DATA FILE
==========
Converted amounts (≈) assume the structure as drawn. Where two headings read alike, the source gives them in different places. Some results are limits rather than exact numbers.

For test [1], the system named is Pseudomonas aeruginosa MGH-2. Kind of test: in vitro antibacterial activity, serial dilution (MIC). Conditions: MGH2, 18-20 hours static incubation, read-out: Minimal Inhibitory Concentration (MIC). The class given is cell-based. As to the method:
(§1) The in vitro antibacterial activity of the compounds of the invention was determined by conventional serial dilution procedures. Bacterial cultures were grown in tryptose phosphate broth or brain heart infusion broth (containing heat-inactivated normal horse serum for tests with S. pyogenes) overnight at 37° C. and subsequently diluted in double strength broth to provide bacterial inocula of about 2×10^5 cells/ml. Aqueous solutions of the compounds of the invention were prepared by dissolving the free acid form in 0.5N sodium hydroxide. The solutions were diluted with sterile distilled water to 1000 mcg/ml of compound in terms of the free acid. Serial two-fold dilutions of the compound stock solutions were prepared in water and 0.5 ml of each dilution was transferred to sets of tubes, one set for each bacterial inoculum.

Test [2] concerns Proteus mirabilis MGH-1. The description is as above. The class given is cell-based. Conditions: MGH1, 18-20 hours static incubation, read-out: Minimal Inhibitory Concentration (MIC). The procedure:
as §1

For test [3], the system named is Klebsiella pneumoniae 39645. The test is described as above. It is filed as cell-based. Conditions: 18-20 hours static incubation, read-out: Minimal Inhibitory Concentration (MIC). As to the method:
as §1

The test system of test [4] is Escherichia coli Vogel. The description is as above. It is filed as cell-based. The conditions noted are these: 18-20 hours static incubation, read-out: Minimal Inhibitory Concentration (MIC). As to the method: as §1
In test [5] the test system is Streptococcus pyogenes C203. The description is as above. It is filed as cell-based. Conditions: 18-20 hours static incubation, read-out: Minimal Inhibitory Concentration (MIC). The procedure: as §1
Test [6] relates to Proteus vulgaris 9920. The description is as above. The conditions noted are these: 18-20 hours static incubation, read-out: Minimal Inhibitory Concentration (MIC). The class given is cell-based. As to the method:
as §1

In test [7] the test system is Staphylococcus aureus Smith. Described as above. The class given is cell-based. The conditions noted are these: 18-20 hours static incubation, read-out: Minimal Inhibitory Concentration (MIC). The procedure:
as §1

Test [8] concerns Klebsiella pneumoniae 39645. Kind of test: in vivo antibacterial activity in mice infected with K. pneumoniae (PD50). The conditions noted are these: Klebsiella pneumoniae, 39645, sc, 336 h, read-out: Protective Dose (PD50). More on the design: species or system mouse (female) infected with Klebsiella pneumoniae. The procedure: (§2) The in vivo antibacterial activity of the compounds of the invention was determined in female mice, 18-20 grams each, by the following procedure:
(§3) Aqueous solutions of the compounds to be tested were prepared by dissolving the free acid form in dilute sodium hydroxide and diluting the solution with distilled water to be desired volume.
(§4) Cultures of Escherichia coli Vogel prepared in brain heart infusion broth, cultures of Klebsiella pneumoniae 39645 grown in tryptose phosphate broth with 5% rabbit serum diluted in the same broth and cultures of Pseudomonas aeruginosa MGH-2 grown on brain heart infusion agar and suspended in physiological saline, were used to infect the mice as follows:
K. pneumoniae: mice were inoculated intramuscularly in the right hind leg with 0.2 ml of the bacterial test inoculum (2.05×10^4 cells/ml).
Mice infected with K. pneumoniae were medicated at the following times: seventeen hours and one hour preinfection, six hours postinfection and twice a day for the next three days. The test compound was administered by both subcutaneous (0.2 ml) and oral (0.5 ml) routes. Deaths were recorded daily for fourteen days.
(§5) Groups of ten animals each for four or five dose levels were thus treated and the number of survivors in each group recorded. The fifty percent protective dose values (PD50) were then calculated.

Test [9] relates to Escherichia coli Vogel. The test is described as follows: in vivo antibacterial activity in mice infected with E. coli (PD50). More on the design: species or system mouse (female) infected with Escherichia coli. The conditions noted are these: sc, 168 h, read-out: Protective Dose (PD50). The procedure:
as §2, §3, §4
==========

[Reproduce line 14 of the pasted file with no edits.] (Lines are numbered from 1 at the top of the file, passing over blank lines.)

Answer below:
Test [8] concerns Klebsiella pneumoniae 39645. Kind of test: in vivo antibacterial activity in mice infected with K. pneumoniae (PD50). The conditions noted are these: Klebsiella pneumoniae, 39645, sc, 336 h, read-out: Protective Dose (PD50). More on the design: species or system mouse (female) infected with Klebsiella pneumoniae. The procedure: (§2) The in vivo antibacterial activity of the compounds of the invention was determined in female mice, 18-20 grams each, by the following procedure: